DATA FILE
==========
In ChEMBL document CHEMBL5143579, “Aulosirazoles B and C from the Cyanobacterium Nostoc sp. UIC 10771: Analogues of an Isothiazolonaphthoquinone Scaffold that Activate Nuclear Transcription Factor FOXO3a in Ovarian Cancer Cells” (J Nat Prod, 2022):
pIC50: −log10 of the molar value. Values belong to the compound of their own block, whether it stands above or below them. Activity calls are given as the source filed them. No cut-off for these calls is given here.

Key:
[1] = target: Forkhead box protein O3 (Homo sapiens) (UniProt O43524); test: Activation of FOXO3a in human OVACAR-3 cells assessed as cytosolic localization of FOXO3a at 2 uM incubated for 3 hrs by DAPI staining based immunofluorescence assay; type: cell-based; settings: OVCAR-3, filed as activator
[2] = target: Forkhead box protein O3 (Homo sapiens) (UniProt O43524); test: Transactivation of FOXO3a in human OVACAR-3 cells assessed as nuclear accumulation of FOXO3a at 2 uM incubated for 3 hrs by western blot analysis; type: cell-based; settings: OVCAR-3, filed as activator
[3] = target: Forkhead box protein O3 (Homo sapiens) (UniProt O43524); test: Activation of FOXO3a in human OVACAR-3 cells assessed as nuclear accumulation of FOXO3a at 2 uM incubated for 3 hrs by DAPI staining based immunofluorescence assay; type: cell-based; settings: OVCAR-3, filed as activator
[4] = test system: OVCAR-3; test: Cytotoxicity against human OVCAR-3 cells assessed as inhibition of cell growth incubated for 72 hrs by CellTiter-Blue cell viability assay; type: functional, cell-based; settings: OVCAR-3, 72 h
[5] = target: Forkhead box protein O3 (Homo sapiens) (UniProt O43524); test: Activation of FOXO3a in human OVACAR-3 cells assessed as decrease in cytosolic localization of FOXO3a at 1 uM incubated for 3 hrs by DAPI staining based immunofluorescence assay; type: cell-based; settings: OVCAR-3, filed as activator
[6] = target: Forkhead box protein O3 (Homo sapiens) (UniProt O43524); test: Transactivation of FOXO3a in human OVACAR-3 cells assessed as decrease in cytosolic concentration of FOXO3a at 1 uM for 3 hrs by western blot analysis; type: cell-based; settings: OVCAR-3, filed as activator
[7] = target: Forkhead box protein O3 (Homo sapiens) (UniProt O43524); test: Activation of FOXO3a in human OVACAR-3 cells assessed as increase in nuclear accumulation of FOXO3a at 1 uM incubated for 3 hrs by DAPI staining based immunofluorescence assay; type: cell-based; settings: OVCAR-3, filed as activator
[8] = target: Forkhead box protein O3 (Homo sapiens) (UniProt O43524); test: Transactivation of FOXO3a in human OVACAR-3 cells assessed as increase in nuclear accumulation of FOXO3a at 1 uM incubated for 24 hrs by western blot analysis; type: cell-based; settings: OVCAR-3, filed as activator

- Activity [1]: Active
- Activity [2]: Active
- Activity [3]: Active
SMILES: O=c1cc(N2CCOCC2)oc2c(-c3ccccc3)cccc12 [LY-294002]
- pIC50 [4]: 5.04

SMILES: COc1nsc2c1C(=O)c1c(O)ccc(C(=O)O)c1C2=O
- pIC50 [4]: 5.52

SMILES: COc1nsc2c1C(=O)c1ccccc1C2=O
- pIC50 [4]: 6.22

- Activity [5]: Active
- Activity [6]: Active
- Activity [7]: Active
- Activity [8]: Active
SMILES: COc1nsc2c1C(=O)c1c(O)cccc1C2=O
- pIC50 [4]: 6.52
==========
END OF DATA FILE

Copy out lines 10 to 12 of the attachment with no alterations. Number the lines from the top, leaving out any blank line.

[7] = target: Forkhead box protein O3 (Homo sapiens) (UniProt O43524); test: Activation of FOXO3a in human OVACAR-3 cells assessed as increase in nuclear accumulation of FOXO3a at 1 uM incubated for 3 hrs by DAPI staining based immunofluorescence assay; type: cell-based; settings: OVCAR-3, filed as activator
[8] = target: Forkhead box protein O3 (Homo sapiens) (UniProt O43524); test: Transactivation of FOXO3a in human OVACAR-3 cells assessed as increase in nuclear accumulation of FOXO3a at 1 uM incubated for 24 hrs by western blot analysis; type: cell-based; settings: OVCAR-3, filed as activator

- Activity [1]: Active